Francisco Liriano’s no-hitter snapped Minnesota’s losing streak last night, but it didn’t put a stop to the Twins’ never-ending string of injuries.
Jim Thome has been placed on the disabled list with a strained oblique muscle and backup outfielder Jason Repko joins him on the shelf with a sore quadriceps. To replace them on the roster the Twins called up infielder Trevor Plouffe and outfielder Ben Revere from Triple-A.
Revere joins an outfield mix that includes Denard Span, Michael Cuddyer, Jason Kubel, and Rene Tosoni, who got the call-up over Revere when Delmon Young was placed on the DL last week.
Plouffe is a lesser prospect than Revere, but his short-term role may prove more substantial because the Twins are finally running out of patience with enigmatic infielder Alexi Casilla, who for now has been moved to second base after struggling mightily as the starting shortstop.
Thome going to the DL takes a big bat out of an already struggling lineup, but he’s been limited by the oblique soreness since last week and there’s no sense in risking further injury with a 40-year-old DH.
Yankees outfielder Aaron Judge found himself front-and-center in a weird play in the bottom of the fourth inning during Game 4 of the ALCS on Tuesday evening. Judge drew a walk to lead off the frame. After Didi Gregorius lined out, Gary Sanchez flied out to shallow right-center.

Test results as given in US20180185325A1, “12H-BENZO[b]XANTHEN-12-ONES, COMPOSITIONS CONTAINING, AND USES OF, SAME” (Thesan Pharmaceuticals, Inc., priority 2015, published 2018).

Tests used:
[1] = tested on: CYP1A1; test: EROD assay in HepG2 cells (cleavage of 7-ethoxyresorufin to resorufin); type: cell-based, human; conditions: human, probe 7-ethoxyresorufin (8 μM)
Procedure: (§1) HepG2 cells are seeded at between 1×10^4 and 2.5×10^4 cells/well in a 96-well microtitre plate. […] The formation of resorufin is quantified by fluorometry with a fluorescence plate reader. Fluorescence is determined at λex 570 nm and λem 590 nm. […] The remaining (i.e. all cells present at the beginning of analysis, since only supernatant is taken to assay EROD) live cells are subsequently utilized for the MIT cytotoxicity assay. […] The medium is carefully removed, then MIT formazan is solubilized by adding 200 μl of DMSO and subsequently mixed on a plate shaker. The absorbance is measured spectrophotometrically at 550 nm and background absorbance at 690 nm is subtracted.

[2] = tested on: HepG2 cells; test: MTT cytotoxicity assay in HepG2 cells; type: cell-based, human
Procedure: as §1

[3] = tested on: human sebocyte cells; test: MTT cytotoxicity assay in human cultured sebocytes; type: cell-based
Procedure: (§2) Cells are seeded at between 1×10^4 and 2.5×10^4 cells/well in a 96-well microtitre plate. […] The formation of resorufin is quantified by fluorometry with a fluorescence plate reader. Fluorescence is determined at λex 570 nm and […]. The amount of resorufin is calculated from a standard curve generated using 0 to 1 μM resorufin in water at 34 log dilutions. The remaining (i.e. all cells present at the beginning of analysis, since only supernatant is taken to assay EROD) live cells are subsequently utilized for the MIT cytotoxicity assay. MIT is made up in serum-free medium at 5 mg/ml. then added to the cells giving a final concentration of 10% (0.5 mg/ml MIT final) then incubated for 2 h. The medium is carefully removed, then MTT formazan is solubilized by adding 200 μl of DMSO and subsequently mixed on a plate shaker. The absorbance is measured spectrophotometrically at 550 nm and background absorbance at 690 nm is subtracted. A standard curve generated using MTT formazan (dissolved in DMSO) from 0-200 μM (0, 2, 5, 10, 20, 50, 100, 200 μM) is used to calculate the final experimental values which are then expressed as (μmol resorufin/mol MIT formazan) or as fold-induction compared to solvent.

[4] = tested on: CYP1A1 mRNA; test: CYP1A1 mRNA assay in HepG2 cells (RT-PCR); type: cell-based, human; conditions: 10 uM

Judge must have thought the ball had a high probability of falling in for a hit, so he was past the second base bag around the time he realized his mistake. He retraced his steps, running back to first base. Reddick’s throw hopped a couple of times but first base umpire Jerry Meals called Judge out on the tag-up play.
Manager Joe Girardi requested a review and the call was overturned: Judge was safe. However, Astros manager A.J. Hinch wanted to challenge that Judge did not re-touch second base on his way back. Rather than issuing a formal challenge, the Astros had to appeal the play by having starter Lance McCullers throw to second base, at which point second base umpire Jim Reynolds would issue a ruling. McCullers was a bit hasty, though, and made his appeal throw before Greg Bird stepped into the batter’s box. Reynolds told McCullers that he had to wait. So, McCullers again made his appeal throw.
This time, Judge was running and he was simply tagged out at second base for the final out of the inning. No need for a review.
As Ken Rosenthal explained on the FS1 broadcast, the Yankees were trying to “beat the police.” They knew Judge would have been ruled out — replays clearly showed he never re-touched the base — so they had nothing to lose by sending Judge. If he was safe, the Astros would no longer be able to appeal the play. If he’s out, then it’s the same outcome they would have had anyway.